Nailsea farmers’ market celebrated its 7th birthday on Saturday.
Crown Glass Shopping Centre was bathed in glorious sunshine for the anniversary and all the stalls were decked out with bunting and balloons.
At the craft market live singing was provided by the Barley Folk Choir and David Francis & Pete Glanville while the community market resounded to the sounds of Mike Bostock US Old Time Band.
Local baker Nicola Hicks made the birthday cake.
Waitrose wine specialist Eric Condell popped some ‘fizz’ providing a fitting toast.
The cake and bubbly was shared with customers and stallholders.
Atrium bar, restaurant and coffee lounge served up some delicious tasters for customers to try and provided the second prize of a ‘lunch for two’ for the raffle.
Nailsea town councillors ran the raffle in aid of the Nepal Disaster Fund and raised more than £102.
The first prize was two over-flowing jute bags of market produce and third prize a bag of barbecue and picnic items donated by Waitrose Nailsea.
Click HERE to find the dates of the next town centre markets which are on the food and drink listings page.
Warning to dog owners
Dog owners in North Somerset are being warned 'be more responsible or face being fined'.
North Somerset Council is stepping up its patrols of streets and public open spaces in an attempt to clamp down on the irresponsible behaviour of some dog owners.
Principal environmental health officer Dee Mawn said: "Owning a dog is a big responsibility, but some owners are not taking that responsibility seriously enough.
"It is expected that all dog owners should keep their dogs under close control and pick up after their animals, but it appears that even these most basic of requirements are being ignored."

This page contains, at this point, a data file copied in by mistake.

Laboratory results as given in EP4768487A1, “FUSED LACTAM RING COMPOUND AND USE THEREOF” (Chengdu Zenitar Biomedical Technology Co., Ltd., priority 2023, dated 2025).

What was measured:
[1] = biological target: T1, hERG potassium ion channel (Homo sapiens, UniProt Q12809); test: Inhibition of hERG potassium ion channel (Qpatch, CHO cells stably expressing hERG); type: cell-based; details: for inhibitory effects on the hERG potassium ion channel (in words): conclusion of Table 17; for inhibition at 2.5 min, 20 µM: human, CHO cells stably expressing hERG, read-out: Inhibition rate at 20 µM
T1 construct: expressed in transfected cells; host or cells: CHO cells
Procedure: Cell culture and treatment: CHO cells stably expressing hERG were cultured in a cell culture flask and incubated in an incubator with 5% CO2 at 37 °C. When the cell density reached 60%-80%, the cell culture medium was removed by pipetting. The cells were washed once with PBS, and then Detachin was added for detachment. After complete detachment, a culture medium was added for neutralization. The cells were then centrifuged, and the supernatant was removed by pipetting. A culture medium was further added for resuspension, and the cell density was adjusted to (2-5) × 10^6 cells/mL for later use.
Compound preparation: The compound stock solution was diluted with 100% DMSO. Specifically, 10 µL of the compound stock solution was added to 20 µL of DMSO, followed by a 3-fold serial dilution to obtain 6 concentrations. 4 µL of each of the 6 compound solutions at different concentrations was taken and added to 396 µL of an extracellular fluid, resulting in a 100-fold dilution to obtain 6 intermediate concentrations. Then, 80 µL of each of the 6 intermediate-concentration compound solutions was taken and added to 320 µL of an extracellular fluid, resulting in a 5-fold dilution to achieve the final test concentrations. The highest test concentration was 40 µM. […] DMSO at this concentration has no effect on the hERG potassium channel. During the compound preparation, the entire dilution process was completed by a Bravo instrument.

Since being appointed in December last year council community response officers have spoken to many people regarding dog control issues and some irresponsible owners have received fines as a result of their behaviour.
The Anti-social Behaviour Crime and Policing Act 2014 gives local authorities powers to introduce Public Spaces Protection Orders (PSPOs).
The council is considering introducing PSPOs in the district to further restrict the activities of dogs in some of the most popular recreational spaces.
Dee added: "We don’t want to penalise the responsible dog owners by introducing more restrictions, but we have no choice if the level of dog fouling in our open spaces doesn’t improve.
"We urge anyone who sees someone not picking up after their dog to report it to the council."
They can do this by calling the council on 01275 888002, emailing or reporting it online by clicking HERE.
bar l restaurant I coffee lounge
wine bar and good food restaurant
The Courtyard, Nailsea
Manager Ellen-Louise Pirret and her staff look forward to welcoming all at 120 High Street
Open daily from 9.30am for
Dinner 6-9.30pm Monday to Thursday, 6-10pm Friday and Saturday and traditional Sunday lunch noon-4pm
Well-stocked wine cellar with fine selection of white and red
Butcombe beer on tap
To book click HERE, call 01275 854455 or email